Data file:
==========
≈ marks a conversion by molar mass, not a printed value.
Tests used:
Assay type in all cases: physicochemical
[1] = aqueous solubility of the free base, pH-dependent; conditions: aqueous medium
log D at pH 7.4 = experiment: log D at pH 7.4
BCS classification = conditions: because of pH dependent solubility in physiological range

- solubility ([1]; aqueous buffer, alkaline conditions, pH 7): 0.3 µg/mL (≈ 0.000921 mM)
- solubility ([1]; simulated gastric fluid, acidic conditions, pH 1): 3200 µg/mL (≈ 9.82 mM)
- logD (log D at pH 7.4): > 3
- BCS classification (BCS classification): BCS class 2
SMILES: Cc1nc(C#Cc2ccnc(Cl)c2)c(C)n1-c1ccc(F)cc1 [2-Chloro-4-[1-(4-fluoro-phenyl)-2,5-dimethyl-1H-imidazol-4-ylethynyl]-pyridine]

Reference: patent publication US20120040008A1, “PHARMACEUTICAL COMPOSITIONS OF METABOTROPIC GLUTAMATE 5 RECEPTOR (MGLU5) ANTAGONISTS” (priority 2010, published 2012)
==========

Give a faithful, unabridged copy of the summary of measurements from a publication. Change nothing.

≈ marks a conversion by molar mass, not a printed value.
Tests used:
Assay type in all cases: physicochemical
[1] = aqueous solubility of the free base, pH-dependent; conditions: aqueous medium
log D at pH 7.4 = experiment: log D at pH 7.4
BCS classification = conditions: because of pH dependent solubility in physiological range

- solubility ([1]; aqueous buffer, alkaline conditions, pH 7): 0.3 µg/mL (≈ 0.000921 mM)
- solubility ([1]; simulated gastric fluid, acidic conditions, pH 1): 3200 µg/mL (≈ 9.82 mM)
- logD (log D at pH 7.4): > 3
- BCS classification (BCS classification): BCS class 2
SMILES: Cc1nc(C#Cc2ccnc(Cl)c2)c(C)n1-c1ccc(F)cc1 [2-Chloro-4-[1-(4-fluoro-phenyl)-2,5-dimethyl-1H-imidazol-4-ylethynyl]-pyridine]

Reference: patent publication US20120040008A1, “PHARMACEUTICAL COMPOSITIONS OF METABOTROPIC GLUTAMATE 5 RECEPTOR (MGLU5) ANTAGONISTS” (priority 2010, published 2012)